Change to Thunder Bay water system to increase lead levels for some residents
The city is providing free pitchers with lead-removing filters
A change to Thunder Bay's water system will cause an increase in lead levels for some residents, but the city is offering a free, short-term solution to the problem.
Michelle Warywoda, director of the city's environment division, said the city will soon stop the addition of sodium hydroxide to the water.
The city began adding the chemical two years ago as a way to cut down on lead levels at the tap for the 8,700 Thunder Bay homes and businesses that still have lead water service pipes.
"We've had an increase in reports [of] pinhole leaks," Warywoda said. "At this time, we just felt that we should consider stopping the addition of the chemical and look at this further, and do some further study on it."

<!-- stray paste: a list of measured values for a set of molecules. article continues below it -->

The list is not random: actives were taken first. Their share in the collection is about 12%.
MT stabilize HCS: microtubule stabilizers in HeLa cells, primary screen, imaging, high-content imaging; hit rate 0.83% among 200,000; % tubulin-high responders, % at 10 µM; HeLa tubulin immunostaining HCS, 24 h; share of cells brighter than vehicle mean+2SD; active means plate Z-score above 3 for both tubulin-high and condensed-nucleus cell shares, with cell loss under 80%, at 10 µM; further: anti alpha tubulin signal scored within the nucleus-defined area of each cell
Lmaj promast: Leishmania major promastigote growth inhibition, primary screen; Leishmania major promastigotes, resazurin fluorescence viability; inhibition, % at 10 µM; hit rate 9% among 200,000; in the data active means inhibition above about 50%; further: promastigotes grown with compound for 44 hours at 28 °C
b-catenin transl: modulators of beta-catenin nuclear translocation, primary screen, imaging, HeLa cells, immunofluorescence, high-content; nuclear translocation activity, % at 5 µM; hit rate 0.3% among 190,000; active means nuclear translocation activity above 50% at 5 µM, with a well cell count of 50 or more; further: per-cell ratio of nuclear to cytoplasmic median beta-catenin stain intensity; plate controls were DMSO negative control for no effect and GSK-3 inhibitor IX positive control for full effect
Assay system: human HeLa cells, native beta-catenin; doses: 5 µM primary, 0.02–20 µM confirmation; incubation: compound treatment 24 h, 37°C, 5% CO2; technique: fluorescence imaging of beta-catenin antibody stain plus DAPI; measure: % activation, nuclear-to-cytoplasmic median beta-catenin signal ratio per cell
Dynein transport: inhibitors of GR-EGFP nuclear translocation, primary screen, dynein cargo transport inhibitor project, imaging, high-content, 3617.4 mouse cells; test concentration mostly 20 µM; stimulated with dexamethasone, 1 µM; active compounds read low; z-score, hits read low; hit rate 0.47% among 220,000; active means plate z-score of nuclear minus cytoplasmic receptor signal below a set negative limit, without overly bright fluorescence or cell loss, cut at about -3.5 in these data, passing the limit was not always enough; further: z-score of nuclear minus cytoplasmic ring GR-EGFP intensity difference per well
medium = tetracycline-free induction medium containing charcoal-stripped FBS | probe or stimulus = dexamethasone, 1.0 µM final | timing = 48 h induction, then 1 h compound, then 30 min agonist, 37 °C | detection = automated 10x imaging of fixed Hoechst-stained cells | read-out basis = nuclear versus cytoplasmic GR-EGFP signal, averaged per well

Warywoda said it's not certain if sodium hydroxide is the cause of the pinhole leaks.
"We don't typically get reports of pinhole leaks in pipes," she said. "That's not something that usually comes to our attention, and it has over the last few months."
"That's why we've decided ... let's make this change, let's go back to what the drinking water chemistry was two years ago."
In the meantime, the city has begun offering free water pitchers which include a filter that removes lead from the water.
"You're going to fill up the water pitcher, let the water drain through the filter, and store it in your fridge," she said. "You're going to use that water for drinking, of course, and ... if you're preparing any baby formula, and also cooking."
Water used for washing dishes or laundry doesn't need to be filtered, Warywoda said.
The pitchers will come with six additional filters, which each last about two months.
The city will be contacting affected people, and delivering the pitchers to them.
"This rollout ... is going to take some time" Warywoda said. "If you haven't received your filter right now, just be patient. They are coming."